A Rare Case of Kissing Gastric Ulcers Secondary to Non-steroidal Anti-inflammatory Drug (NSAID) Intake


A peptic ulcer is defined as a gastric or duodenal mucosa erosion that extends through the muscularis mucosa. Helicobacter pylori-associated gastritis and ingestion of nonsteroidal anti-inflammatory drugs (NSAIDs) are the two most common causes of peptic ulcers [1]. Other common causes are smoking, stress, foreign body, caffeine intake, and trauma [1,2]. Kissing ulcers are a pair of ulcers facing each other on the opposite walls of the stomach or duodenum [2]. Although common in the duodenum, kissing ulcers in the stomach have been rarely reported in the literature. We report a rare case of kissing gastric ulcers secondary to ibuprofen (NSAID) intake.

An 85-year-old lady presented to the emergency with new-onset hematemesis for one day. She had three episodes of hematemesis with no history of melena. She was a known hypertensive for 20 years, which was well controlled on once daily amlodipine. She also had age-related osteoarthritis, which aggravated in the last week, and she was on twice daily ibuprofen tablets (over the counter) for the past five days. She had no history of jaundice, smoking, alcohol abuse, or trauma. There was no past history of NSAID analgesic use.

At presentation, her hemodynamics were stable. Her physical examination was normal. Upper gastrointestinal endoscopy revealed two ulcers in the mid-body of the stomach, on the anterior and posterior walls, facing each other. They were of size 3×2 cm and 1×2 cm, respectively, with sloughed base and no active bleed, surrounded by normal gastric mucosa (Figure 1A). The ulcer on the anterior gastric wall was of Forrest class IIc, and the one on posterior wall was Forrest class III. The rapid urease test from gastric mucosa was negative. Biopsies sampled from both the ulcers were negative for malignancy and H.pylori (Picture 1B). NSAID intake being the only risk factor identified, they were classified as Johnson Type V ulcers.

She was advised to stop ibuprofen and was conservatively managed with oral proton pump inhibitors. Repeat endoscopy after one month showed healing ulcers with surrounding normal mucosa (Figure 2).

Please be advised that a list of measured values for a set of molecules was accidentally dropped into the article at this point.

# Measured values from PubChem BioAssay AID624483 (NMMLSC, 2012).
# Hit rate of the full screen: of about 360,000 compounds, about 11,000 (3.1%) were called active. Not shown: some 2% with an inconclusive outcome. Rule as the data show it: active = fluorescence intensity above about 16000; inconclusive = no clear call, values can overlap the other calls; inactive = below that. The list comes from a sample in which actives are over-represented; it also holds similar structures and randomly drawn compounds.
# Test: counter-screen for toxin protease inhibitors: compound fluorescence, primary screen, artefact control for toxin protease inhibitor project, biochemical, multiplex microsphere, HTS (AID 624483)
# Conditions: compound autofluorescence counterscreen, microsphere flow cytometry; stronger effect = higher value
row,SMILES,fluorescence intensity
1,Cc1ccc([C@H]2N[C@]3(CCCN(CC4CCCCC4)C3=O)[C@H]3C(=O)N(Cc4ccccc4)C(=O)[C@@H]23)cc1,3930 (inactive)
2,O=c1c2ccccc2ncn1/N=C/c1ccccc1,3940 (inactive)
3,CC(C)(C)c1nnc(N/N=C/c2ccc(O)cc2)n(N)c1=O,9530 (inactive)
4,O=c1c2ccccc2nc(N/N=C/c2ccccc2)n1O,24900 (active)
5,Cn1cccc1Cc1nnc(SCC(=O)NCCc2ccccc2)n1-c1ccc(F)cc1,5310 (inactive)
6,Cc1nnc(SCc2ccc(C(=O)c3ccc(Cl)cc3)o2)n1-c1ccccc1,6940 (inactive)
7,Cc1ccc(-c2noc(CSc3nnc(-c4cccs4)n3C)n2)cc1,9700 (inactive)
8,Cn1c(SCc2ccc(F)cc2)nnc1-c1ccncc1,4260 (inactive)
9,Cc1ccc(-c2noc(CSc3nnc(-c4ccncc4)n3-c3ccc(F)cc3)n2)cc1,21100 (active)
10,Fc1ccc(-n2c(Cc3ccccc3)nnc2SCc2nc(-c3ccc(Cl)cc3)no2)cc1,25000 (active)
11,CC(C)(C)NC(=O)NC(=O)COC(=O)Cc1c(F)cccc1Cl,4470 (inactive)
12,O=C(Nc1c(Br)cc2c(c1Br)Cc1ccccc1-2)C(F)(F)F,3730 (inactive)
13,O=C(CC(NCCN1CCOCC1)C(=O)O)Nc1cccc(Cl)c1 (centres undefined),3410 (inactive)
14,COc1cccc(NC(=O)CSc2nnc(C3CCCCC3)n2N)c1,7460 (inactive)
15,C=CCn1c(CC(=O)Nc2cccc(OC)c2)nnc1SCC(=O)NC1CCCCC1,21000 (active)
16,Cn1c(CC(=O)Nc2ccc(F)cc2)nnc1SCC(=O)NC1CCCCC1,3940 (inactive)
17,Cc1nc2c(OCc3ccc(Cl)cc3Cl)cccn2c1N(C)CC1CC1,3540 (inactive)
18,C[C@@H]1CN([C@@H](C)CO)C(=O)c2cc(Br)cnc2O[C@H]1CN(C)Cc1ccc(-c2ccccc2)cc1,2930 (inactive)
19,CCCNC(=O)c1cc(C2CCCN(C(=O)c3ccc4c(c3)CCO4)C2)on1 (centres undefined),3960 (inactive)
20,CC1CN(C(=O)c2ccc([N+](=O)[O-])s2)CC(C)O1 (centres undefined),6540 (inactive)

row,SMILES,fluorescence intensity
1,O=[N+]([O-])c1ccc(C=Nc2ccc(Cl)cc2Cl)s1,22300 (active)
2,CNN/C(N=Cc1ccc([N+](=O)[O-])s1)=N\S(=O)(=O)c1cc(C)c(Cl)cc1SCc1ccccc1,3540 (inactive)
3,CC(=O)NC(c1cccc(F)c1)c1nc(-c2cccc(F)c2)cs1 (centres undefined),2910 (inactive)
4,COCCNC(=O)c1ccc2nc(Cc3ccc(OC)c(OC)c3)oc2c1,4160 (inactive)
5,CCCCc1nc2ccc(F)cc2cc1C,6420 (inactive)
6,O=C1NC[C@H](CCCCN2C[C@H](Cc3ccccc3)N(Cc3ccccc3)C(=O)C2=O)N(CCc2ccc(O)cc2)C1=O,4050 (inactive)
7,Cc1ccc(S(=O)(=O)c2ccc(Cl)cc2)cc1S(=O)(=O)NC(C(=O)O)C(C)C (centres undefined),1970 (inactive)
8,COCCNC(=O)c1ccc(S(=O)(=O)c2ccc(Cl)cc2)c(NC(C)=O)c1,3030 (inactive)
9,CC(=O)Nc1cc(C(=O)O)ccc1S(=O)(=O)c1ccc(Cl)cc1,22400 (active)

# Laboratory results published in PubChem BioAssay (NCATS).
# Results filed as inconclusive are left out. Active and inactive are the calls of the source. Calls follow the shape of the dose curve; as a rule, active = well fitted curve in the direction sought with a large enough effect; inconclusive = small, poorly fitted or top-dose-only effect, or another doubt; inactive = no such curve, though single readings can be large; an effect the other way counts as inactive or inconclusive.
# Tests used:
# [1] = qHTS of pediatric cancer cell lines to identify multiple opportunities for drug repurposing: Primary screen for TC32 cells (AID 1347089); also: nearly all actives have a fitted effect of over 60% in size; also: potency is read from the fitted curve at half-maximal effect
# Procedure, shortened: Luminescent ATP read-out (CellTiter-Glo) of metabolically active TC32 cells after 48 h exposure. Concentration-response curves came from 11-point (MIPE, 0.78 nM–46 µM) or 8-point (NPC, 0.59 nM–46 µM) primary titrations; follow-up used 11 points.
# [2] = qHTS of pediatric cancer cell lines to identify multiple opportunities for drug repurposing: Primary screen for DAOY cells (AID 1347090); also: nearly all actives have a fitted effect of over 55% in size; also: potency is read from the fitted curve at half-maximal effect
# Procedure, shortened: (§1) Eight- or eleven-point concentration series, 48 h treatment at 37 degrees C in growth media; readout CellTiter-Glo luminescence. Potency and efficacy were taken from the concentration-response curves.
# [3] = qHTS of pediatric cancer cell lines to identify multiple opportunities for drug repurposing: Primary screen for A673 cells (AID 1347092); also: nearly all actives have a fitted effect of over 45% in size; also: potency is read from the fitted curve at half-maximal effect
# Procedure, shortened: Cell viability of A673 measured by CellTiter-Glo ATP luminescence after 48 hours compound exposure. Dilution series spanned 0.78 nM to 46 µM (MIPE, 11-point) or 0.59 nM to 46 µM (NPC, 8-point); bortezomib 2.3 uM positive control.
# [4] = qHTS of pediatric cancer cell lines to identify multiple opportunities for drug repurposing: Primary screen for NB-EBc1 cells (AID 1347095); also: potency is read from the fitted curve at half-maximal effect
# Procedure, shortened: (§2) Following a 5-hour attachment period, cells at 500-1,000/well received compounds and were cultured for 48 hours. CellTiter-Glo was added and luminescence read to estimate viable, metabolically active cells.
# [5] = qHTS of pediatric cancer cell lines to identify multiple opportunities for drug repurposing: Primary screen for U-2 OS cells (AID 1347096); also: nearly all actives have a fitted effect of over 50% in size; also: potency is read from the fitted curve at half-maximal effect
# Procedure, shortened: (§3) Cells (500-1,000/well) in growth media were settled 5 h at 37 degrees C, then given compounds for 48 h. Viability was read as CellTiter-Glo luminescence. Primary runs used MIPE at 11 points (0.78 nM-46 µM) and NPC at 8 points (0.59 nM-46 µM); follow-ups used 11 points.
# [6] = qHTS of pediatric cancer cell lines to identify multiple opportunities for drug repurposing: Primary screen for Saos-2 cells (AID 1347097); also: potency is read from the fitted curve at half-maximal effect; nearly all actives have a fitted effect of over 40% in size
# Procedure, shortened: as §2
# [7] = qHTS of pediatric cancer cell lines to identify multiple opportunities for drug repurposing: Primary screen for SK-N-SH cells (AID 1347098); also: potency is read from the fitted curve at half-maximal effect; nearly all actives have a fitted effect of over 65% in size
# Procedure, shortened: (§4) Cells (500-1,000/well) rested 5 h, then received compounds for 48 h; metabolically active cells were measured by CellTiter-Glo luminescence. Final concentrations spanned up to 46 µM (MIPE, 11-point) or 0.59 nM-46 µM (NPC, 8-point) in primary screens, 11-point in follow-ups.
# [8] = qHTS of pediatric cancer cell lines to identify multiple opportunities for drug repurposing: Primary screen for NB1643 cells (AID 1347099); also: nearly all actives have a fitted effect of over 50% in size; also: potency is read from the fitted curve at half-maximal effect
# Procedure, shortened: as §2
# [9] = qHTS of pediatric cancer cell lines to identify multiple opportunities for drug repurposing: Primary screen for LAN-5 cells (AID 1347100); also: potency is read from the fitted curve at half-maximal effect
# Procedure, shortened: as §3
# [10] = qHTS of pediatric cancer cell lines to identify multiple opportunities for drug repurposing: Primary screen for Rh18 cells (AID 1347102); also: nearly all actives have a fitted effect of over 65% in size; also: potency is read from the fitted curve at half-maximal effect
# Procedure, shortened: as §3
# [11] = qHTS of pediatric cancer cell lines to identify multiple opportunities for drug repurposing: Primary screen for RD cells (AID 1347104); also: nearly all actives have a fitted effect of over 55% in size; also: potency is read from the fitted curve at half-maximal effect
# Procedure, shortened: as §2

Peptic ulcer disease (PUD) is a heterogeneous disease caused by the imbalance between mucosal protective factors like mucosal bicarbonate secretion, blood flow, cell renewal, prostaglandin production, and aggressive factors like H.pylori infection, NSAID use, smoking, alcohol abuse, stress, and trauma. Such ulcers are common in the esophagus, stomach, and duodenum. Among all PUD, 10-20% present with complications such as perforation and gastric outlet obstruction, the most common being upper gastrointestinal bleed [3].

Kissing ulcers are a pair of ulcers present on opposite walls in the stomach or duodenum [2]. Although commonly reported in the duodenum (1.5%) [1,2], kissing ulcers in the stomach are rarely reported in the literature. On our extensive search, we could find only four such case reports [2,4-6]. Out of these, two were due to trauma [2,5]and the other was due to a percutaneous endoscopic gastrostomy tube [6]. The etiology in the fourth case was not mentioned; however, the use of an NSAID was ruled out [4].

NSAID analgesic use is associated with many gastrointestinal problems, leading to significant morbidity and even death. The prevalence of peptic ulcers in NSAID users is 14-25% and is usually gastric more than duodenal. However, up to 50% of the endoscopic proven gastric ulcers have an association with NSAID analgesics [7]. Moreover, NSAID consumption in regular doses, even for a short period, increases the probability of PUD [3]. Other risk factors that can increase the severity of NSAID impact include advanced age (>70 years), previous ulcer history, the first three months of treatment with NSAID analgesic intake, smoking, other cardiovascular comorbidities, H.pyloriand use of corticosteroids or anticoagulants [7].

Continuation of NSAID analgesics in a proven case of gastric ulcers retards their healing. Therefore the first step toward treatment is discontinuing the analgesic drug or reducing the dose if the cessation is not feasible. However, if cessation or reduction of the dose of NSAID analgesics is not feasible, using proton pump inhibitors or histamine type-2 receptor antagonists along with an NSAID can reduce ulcer incidence [8]. The use of cyclooxygenase-2 specific NSAID analgesics is also recommended as an option. Rarely surgical intervention is required in acute presentations such as intractable ulcer bleed and perforation [9].

Although reported a few times in the duodenum, kissing ulcers are rarely reported in the stomach. Although the precise pathophysiology is still mostly unknown, this unusual condition may be caused by abrupt abdominal trauma or a bout of acute NSAID ingestion. Cessation of NSAID analgesic use and the addition of proton pump inhibitors leads to complete healing.


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